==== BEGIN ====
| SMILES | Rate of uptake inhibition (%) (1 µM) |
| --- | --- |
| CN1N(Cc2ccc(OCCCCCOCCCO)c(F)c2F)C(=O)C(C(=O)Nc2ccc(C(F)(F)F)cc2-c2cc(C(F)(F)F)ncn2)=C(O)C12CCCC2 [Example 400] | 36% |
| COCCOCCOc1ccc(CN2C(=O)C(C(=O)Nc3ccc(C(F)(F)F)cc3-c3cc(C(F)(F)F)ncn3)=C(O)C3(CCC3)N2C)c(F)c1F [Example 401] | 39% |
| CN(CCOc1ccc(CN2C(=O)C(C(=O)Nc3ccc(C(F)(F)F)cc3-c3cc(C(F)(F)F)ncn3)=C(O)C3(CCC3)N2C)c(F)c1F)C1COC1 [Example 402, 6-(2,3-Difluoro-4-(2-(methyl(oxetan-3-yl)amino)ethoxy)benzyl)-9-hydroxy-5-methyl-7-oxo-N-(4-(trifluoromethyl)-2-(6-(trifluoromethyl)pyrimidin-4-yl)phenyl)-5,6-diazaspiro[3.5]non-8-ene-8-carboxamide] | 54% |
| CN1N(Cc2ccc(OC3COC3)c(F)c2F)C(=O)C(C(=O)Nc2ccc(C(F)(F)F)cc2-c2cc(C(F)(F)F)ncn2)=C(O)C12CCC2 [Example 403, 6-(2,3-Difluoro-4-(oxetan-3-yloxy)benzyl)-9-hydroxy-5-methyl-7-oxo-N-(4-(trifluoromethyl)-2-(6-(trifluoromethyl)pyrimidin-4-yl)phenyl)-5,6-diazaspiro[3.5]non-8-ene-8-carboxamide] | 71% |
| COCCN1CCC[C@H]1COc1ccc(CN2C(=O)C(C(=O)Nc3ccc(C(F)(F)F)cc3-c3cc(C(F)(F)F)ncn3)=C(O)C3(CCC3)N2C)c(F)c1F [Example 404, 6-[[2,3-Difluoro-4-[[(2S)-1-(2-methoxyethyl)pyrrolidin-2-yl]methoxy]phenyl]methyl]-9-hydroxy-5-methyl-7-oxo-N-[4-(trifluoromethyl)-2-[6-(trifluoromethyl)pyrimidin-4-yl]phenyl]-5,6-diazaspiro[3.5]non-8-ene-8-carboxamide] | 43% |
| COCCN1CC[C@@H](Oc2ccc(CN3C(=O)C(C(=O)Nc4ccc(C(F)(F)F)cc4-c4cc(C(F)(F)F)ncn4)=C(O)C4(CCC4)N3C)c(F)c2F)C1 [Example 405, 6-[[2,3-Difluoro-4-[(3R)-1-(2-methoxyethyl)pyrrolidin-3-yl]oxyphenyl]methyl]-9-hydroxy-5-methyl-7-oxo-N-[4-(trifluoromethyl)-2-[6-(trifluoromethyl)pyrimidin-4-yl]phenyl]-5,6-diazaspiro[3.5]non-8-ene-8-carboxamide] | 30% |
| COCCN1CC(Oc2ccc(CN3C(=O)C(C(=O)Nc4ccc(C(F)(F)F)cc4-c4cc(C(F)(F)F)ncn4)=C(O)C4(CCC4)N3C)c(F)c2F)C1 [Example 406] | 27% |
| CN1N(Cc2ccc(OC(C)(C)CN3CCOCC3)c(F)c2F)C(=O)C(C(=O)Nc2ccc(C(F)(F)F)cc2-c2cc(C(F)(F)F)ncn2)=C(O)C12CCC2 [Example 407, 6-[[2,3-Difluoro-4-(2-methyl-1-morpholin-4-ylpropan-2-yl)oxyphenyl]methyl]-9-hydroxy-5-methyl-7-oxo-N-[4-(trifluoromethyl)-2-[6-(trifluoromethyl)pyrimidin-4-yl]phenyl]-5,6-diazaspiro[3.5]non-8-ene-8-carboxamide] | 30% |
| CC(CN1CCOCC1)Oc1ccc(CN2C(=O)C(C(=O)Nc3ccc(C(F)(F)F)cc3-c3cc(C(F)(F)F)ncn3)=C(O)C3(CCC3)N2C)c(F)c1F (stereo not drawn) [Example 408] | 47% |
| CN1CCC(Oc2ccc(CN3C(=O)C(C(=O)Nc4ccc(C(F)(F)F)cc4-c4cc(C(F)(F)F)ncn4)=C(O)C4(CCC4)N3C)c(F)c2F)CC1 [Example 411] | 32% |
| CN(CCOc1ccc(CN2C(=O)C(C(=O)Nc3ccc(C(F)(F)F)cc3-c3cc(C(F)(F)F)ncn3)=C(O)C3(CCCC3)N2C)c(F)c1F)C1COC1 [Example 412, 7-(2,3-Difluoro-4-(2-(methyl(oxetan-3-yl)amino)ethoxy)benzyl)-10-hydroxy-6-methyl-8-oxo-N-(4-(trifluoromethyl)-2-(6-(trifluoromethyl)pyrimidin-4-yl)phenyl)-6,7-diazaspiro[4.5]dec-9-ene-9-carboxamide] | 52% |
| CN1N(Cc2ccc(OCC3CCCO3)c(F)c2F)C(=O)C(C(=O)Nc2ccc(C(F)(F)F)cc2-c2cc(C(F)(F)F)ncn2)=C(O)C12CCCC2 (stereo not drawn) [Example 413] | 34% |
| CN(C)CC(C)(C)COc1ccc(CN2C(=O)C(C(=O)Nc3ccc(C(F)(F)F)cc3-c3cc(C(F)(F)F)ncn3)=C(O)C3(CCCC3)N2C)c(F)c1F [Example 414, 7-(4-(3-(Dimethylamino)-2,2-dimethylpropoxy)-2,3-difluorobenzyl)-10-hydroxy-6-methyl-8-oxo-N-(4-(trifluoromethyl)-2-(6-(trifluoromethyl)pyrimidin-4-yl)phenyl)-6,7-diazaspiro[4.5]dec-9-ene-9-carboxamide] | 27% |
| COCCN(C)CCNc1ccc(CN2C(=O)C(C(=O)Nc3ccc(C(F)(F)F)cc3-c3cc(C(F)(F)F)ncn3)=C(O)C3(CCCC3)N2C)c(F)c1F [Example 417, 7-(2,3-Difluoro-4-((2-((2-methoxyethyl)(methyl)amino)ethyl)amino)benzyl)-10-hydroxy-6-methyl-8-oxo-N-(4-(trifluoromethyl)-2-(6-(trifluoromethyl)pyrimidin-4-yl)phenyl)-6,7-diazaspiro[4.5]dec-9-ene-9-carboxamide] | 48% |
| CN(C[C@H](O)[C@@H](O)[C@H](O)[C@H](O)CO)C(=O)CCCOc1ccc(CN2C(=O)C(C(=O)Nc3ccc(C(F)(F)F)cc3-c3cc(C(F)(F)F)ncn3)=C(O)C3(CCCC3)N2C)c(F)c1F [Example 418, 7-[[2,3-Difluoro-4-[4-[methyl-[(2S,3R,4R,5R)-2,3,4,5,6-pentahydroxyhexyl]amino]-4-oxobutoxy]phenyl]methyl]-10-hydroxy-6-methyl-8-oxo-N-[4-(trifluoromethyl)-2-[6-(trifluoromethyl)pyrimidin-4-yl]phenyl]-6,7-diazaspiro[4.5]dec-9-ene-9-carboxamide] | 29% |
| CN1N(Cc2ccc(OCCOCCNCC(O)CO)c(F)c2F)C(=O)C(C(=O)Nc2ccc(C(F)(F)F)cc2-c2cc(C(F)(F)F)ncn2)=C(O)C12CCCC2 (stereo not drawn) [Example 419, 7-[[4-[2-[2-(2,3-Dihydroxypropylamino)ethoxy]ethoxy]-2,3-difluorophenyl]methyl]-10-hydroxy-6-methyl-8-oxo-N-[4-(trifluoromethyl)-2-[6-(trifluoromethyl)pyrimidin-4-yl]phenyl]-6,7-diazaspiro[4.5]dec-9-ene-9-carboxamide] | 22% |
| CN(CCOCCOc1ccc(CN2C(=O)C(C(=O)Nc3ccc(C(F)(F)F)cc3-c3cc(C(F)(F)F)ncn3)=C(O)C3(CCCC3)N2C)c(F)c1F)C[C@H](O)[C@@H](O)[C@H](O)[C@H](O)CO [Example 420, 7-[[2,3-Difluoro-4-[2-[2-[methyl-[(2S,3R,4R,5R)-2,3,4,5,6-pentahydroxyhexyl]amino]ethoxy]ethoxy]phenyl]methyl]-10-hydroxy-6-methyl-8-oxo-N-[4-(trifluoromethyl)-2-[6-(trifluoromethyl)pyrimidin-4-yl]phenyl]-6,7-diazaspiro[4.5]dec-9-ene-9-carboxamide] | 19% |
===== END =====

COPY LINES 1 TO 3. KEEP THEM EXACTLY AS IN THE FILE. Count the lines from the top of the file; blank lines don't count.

| SMILES | Rate of uptake inhibition (%) (1 µM) |
| --- | --- |
| CN1N(Cc2ccc(OCCCCCOCCCO)c(F)c2F)C(=O)C(C(=O)Nc2ccc(C(F)(F)F)cc2-c2cc(C(F)(F)F)ncn2)=C(O)C12CCCC2 [Example 400] | 36% |